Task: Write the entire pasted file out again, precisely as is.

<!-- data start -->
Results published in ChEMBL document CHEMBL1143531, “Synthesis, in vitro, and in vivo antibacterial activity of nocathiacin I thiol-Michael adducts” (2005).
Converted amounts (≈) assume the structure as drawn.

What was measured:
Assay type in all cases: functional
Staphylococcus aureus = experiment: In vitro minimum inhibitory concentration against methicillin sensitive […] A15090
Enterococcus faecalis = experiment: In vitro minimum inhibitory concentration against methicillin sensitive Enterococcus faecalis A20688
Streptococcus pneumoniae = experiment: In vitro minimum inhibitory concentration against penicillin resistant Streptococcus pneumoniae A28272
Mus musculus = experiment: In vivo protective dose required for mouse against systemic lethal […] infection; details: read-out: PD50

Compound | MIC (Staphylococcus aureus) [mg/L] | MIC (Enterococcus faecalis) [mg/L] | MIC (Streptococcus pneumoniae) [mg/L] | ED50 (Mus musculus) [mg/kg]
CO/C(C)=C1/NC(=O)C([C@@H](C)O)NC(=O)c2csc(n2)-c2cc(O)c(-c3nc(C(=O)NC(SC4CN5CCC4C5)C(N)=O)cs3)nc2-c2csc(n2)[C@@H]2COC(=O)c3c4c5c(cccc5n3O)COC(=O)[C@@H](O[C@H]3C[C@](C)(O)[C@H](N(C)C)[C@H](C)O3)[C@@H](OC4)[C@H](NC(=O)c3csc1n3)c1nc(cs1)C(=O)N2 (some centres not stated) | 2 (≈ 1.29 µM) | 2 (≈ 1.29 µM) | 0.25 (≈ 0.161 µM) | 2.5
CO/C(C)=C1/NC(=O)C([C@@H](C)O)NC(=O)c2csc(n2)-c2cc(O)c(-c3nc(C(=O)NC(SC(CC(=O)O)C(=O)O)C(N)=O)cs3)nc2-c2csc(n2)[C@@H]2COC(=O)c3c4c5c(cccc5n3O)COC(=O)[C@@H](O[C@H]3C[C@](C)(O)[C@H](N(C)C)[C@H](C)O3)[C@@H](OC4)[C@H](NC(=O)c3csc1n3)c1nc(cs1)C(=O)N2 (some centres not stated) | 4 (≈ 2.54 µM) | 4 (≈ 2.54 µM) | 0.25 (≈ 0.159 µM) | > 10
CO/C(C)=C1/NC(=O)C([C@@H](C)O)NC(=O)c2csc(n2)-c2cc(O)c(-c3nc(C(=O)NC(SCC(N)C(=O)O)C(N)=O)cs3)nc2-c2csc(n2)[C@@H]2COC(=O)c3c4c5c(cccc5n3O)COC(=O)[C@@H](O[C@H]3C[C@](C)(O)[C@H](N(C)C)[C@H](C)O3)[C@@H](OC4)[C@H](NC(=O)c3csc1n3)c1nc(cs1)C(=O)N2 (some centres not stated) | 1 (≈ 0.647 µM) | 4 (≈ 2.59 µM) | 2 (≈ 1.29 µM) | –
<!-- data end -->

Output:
Results published in ChEMBL document CHEMBL1143531, “Synthesis, in vitro, and in vivo antibacterial activity of nocathiacin I thiol-Michael adducts” (2005).
Converted amounts (≈) assume the structure as drawn.

What was measured:
Assay type in all cases: functional
Staphylococcus aureus = experiment: In vitro minimum inhibitory concentration against methicillin sensitive […] A15090
Enterococcus faecalis = experiment: In vitro minimum inhibitory concentration against methicillin sensitive Enterococcus faecalis A20688
Streptococcus pneumoniae = experiment: In vitro minimum inhibitory concentration against penicillin resistant Streptococcus pneumoniae A28272
Mus musculus = experiment: In vivo protective dose required for mouse against systemic lethal […] infection; details: read-out: PD50

Compound | MIC (Staphylococcus aureus) [mg/L] | MIC (Enterococcus faecalis) [mg/L] | MIC (Streptococcus pneumoniae) [mg/L] | ED50 (Mus musculus) [mg/kg]
CO/C(C)=C1/NC(=O)C([C@@H](C)O)NC(=O)c2csc(n2)-c2cc(O)c(-c3nc(C(=O)NC(SC4CN5CCC4C5)C(N)=O)cs3)nc2-c2csc(n2)[C@@H]2COC(=O)c3c4c5c(cccc5n3O)COC(=O)[C@@H](O[C@H]3C[C@](C)(O)[C@H](N(C)C)[C@H](C)O3)[C@@H](OC4)[C@H](NC(=O)c3csc1n3)c1nc(cs1)C(=O)N2 (some centres not stated) | 2 (≈ 1.29 µM) | 2 (≈ 1.29 µM) | 0.25 (≈ 0.161 µM) | 2.5
CO/C(C)=C1/NC(=O)C([C@@H](C)O)NC(=O)c2csc(n2)-c2cc(O)c(-c3nc(C(=O)NC(SC(CC(=O)O)C(=O)O)C(N)=O)cs3)nc2-c2csc(n2)[C@@H]2COC(=O)c3c4c5c(cccc5n3O)COC(=O)[C@@H](O[C@H]3C[C@](C)(O)[C@H](N(C)C)[C@H](C)O3)[C@@H](OC4)[C@H](NC(=O)c3csc1n3)c1nc(cs1)C(=O)N2 (some centres not stated) | 4 (≈ 2.54 µM) | 4 (≈ 2.54 µM) | 0.25 (≈ 0.159 µM) | > 10
CO/C(C)=C1/NC(=O)C([C@@H](C)O)NC(=O)c2csc(n2)-c2cc(O)c(-c3nc(C(=O)NC(SCC(N)C(=O)O)C(N)=O)cs3)nc2-c2csc(n2)[C@@H]2COC(=O)c3c4c5c(cccc5n3O)COC(=O)[C@@H](O[C@H]3C[C@](C)(O)[C@H](N(C)C)[C@H](C)O3)[C@@H](OC4)[C@H](NC(=O)c3csc1n3)c1nc(cs1)C(=O)N2 (some centres not stated) | 1 (≈ 0.647 µM) | 4 (≈ 2.59 µM) | 2 (≈ 1.29 µM) | –